Big Data Quality MDM

Master Data Management: How to Avoid Big Mistakes in Big Data

The paradigm-changing potential benefits of big data can't be overstated—but big changes can deliver big risks as well. For example, exploding data volumes naturally create a corresponding increase in data correlations, but as leading experts warn, correlations should not be mistaken for causes.

To avoid drawing the wrong conclusions from big data, organizations first need a way to assemble reliable master data to analyze. Then they need a way to put those conclusions and that data to work operationally, in the systems that govern and facilitate their day-to-day operations.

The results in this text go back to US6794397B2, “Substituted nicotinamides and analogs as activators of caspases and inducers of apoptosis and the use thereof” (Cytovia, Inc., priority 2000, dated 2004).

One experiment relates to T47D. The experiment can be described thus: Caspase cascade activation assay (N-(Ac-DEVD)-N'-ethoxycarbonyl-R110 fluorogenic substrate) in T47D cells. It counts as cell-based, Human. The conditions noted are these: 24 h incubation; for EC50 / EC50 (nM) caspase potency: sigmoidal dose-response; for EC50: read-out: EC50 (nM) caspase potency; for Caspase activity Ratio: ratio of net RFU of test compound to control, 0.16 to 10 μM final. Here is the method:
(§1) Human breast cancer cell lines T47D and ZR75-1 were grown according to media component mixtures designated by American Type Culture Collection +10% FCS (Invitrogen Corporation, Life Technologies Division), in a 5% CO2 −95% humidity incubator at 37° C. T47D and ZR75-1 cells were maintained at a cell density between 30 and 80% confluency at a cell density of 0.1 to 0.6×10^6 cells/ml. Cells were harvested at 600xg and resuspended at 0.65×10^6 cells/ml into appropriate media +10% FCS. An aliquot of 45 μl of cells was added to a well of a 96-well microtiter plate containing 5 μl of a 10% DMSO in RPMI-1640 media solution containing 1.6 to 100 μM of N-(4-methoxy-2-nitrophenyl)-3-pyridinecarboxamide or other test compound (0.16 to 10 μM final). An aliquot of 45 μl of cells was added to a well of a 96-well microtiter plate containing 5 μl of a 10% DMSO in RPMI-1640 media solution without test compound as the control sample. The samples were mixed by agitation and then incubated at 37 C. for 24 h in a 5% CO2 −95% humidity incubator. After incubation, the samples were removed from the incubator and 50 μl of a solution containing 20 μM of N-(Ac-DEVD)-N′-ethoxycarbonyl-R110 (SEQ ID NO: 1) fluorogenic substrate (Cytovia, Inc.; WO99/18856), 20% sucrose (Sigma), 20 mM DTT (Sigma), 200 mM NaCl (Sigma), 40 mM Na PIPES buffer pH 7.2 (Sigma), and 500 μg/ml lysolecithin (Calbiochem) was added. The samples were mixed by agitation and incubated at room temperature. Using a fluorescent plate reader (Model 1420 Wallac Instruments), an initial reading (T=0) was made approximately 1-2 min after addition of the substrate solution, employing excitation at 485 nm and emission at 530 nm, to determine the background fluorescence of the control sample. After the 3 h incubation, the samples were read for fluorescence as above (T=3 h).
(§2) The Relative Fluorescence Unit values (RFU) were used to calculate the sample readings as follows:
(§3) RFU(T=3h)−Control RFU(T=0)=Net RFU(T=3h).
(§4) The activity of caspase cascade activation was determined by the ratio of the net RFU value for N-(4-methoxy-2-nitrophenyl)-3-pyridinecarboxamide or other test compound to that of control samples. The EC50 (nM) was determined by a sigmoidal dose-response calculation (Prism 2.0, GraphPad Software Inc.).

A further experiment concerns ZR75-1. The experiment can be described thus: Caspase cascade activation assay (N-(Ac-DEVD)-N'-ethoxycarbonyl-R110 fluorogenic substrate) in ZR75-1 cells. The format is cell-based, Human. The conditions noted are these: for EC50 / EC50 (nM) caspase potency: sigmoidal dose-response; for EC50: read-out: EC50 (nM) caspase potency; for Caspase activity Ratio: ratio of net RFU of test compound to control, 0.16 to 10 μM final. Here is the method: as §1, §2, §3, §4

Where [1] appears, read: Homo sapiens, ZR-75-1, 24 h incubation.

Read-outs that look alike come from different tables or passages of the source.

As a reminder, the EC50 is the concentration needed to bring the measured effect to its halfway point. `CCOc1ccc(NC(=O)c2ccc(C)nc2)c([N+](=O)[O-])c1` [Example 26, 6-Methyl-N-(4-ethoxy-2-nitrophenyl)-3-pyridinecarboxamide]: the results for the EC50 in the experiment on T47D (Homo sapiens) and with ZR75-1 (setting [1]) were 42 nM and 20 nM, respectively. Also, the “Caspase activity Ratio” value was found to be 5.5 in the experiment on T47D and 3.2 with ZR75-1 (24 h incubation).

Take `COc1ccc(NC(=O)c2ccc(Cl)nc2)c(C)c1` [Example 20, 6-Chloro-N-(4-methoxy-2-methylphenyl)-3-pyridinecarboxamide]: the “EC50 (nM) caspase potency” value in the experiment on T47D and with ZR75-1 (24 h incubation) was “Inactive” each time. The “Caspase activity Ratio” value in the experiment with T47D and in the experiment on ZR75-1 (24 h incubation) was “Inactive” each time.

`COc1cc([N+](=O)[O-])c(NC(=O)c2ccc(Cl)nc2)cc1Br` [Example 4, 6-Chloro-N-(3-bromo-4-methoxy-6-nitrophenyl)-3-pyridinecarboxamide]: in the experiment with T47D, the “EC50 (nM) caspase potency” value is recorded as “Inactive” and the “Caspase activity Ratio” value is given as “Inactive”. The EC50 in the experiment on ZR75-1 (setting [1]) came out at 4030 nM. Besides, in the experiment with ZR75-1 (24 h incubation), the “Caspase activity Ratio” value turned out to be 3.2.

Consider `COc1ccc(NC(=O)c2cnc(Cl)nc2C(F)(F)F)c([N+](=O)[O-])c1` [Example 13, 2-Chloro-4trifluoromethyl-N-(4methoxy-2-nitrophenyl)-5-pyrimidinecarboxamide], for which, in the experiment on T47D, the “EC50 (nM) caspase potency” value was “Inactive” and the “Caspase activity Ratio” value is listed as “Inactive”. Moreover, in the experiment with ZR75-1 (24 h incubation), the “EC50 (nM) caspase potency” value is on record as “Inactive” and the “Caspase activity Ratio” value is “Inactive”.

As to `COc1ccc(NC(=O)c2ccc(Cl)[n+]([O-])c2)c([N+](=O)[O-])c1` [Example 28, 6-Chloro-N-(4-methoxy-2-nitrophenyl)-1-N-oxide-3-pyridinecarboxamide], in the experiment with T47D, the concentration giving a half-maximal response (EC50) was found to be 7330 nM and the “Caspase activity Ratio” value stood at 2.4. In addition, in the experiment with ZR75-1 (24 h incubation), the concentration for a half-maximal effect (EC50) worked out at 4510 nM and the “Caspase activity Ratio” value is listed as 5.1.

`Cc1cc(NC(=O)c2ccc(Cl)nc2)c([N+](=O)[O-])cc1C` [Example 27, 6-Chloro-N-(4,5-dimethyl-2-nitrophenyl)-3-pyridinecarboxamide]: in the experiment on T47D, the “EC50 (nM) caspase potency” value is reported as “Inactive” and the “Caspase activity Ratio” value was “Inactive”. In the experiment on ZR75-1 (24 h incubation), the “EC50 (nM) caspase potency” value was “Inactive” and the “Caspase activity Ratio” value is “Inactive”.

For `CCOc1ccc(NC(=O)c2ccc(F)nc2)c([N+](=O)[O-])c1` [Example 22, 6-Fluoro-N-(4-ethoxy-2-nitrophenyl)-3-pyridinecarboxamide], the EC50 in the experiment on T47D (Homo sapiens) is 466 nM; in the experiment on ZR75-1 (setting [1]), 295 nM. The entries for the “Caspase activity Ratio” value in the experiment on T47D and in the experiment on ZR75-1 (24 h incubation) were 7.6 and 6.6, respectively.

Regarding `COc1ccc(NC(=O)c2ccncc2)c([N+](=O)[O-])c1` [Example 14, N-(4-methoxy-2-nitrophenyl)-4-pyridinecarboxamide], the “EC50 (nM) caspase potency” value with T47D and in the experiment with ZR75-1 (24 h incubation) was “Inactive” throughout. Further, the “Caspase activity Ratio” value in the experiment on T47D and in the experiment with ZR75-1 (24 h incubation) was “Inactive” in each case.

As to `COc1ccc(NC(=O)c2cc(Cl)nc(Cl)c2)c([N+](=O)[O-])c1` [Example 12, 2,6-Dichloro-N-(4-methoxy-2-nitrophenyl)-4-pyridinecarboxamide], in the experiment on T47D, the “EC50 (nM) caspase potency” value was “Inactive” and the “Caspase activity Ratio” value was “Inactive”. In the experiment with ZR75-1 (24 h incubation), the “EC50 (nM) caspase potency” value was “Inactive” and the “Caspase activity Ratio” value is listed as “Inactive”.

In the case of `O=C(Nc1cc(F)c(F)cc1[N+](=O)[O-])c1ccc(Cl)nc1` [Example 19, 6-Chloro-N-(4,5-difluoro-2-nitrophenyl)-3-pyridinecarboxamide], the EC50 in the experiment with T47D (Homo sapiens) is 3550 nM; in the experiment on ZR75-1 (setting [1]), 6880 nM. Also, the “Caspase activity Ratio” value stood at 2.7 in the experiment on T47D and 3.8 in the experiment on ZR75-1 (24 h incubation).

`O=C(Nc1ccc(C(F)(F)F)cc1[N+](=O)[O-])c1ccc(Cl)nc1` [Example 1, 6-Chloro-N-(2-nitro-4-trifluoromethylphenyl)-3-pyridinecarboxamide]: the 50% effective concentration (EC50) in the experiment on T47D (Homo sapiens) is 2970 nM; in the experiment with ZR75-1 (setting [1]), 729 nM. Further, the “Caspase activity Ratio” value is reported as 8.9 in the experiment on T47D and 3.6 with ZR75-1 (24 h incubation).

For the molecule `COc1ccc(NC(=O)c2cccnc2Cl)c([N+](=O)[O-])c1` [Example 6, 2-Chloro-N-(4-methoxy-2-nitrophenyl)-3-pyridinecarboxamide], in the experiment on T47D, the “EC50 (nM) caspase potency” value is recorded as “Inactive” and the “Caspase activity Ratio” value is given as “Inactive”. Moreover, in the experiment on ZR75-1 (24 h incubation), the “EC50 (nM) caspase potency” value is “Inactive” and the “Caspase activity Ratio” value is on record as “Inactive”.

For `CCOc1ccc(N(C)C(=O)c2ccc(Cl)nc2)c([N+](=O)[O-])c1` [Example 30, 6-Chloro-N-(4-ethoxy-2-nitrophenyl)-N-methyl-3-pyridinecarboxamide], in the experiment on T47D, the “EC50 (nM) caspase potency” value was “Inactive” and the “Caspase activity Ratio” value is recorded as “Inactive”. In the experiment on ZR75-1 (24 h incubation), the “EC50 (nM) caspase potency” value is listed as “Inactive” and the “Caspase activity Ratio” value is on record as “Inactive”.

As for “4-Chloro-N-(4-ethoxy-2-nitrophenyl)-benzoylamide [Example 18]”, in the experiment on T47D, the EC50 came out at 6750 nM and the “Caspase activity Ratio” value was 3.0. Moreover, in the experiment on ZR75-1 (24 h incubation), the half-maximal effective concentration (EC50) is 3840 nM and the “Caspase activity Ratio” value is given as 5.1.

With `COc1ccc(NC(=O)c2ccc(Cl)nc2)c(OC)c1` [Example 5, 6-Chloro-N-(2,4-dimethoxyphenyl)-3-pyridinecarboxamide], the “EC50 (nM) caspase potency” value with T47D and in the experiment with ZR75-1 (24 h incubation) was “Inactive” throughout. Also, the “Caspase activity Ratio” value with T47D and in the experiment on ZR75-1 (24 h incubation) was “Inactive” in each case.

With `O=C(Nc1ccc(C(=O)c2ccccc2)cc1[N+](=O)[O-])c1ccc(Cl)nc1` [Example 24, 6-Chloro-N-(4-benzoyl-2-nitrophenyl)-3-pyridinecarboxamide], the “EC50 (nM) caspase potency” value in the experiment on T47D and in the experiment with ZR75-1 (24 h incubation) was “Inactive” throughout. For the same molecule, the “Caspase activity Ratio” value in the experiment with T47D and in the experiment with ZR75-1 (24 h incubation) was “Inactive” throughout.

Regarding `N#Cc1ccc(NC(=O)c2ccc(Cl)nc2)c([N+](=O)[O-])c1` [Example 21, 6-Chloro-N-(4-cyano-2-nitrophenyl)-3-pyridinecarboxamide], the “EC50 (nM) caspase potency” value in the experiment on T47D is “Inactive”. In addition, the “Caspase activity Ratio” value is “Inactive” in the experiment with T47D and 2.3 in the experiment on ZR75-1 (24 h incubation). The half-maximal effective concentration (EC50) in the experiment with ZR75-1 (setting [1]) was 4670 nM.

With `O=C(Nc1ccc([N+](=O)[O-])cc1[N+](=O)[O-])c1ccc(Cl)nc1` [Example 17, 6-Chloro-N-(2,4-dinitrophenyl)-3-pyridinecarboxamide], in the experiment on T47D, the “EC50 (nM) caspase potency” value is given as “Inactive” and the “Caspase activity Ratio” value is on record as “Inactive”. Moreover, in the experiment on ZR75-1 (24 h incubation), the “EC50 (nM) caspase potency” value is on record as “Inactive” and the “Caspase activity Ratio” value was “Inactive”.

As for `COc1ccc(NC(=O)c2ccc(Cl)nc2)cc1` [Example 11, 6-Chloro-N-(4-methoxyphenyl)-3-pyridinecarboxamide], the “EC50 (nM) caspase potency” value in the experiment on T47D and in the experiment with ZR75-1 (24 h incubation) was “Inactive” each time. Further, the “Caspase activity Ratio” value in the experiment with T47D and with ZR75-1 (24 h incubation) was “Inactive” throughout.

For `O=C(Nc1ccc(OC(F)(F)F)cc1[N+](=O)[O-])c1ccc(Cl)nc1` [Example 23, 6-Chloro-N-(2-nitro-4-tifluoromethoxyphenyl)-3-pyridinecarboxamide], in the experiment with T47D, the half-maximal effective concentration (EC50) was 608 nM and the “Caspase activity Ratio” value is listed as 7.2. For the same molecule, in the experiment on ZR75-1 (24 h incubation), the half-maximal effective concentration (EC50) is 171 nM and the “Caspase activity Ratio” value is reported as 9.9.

Master data management (MDM) helps deliver insightful information in context to aid decision-making. It can be used to filter big data, isolating and identifying key entities and shrinking the dataset to a manageable size for parsing, tagging, and associating with operational system records. And it provides the key intersecting point that enables organizations to map big data results to operational systems that are built on relational databases and structured information.

Adopting master data management capabilities helps organizations create consolidated, consistent, and authoritative master data across the enterprise, enabling the distribution of master information to all operational and analytical applications, including those that contain customer, product, supplier, site, and financial information.